So to me, the concept of writing in a book is about leaving my mark and a part of my soul within these pages. The cracked and broken spine tells of a book much beloved rather than the unflawed and unread shiny new paperback. The lovingly creased and folded pages with highlighted passages tells of a personal connection to the novel. What words moved the reader the most.


So what better book to mark with my thoughts and feelings in the margins than my old favourite, The Catcher in the Rye.
The journey would not just be Holden's story, but mine too.


And how did it go???
Better than I could ever have imagined. Sometimes there are no words to describe how a book makes you feel but I will try...


When I finished the story I had tears in my eyes. I still loved Holden. I love him. I still understand Holden but it is now from a different angle. He still feels like me but I have seen so much more of life since I first read this book that now I feel I understand better than he does... But he will always be the first one who understood me.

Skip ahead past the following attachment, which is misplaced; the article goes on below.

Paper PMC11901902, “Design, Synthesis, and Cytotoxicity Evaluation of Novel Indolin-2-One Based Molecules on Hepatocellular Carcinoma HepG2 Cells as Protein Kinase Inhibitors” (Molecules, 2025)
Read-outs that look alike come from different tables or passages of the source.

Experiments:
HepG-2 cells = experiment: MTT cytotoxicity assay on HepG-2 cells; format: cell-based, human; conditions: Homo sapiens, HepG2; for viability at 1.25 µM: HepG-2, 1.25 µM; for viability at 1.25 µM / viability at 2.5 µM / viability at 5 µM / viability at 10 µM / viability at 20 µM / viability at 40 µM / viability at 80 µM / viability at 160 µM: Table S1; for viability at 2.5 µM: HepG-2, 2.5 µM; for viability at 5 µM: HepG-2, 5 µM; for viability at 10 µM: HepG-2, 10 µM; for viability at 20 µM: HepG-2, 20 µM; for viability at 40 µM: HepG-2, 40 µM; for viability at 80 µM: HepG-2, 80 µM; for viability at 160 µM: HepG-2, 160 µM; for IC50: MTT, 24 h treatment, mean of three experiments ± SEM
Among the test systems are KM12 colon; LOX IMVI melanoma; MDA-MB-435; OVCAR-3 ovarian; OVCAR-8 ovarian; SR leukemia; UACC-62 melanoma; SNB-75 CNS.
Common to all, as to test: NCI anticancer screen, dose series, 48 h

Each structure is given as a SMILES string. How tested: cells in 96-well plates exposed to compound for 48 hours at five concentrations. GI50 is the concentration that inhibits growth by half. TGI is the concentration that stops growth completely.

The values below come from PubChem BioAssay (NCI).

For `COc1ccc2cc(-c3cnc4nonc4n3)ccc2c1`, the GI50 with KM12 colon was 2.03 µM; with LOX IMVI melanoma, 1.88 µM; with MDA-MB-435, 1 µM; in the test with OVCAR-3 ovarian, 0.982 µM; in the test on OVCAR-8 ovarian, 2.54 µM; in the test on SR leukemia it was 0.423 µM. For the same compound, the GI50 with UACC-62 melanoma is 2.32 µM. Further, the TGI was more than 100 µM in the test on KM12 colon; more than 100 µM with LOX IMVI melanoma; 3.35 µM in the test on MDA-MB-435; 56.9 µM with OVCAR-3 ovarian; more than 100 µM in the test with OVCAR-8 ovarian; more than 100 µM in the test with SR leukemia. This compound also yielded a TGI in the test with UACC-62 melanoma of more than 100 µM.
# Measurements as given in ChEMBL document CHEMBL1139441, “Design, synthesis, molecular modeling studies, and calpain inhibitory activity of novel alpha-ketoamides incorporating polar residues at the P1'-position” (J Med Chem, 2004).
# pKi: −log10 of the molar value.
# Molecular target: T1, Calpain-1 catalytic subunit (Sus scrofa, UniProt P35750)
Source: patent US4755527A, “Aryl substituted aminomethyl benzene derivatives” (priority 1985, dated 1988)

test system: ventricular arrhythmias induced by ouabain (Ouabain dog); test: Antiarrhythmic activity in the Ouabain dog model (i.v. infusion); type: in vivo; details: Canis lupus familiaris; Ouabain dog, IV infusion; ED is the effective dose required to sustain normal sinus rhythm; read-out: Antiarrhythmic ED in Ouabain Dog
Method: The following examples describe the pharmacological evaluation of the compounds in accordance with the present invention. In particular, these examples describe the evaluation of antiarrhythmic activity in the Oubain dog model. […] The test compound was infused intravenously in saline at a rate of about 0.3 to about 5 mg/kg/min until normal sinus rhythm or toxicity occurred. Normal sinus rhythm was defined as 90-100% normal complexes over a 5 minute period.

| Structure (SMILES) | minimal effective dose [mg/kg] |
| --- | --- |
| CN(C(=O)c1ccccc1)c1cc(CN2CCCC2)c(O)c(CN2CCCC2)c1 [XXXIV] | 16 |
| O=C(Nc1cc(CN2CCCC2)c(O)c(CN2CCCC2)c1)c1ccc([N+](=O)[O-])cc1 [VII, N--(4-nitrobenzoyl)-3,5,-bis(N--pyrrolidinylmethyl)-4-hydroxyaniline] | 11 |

"Anyway, I keep picturing all these little kids playing some game in this big field of rye and all. Thousands of little kids, and nobody's around - nobody big, I mean - except me.
And I'm standing on the edge of some crazy cliff. What I have to do, I have to catch everybody if they start to go over the cliff - I mean if they're running and they don't look where they're going I have to come out from somewhere and catch them.
That's all I do all day. I'd just be the catcher in the rye and all.
I know it's crazy, but that's the only thing I'd really like to be."



five stars and my heart forever



-----



original recollections and rating

"All morons hate it when you call them a moron"

Holden... My heart. My friend. My teenage confidante and comfort.

five star perfection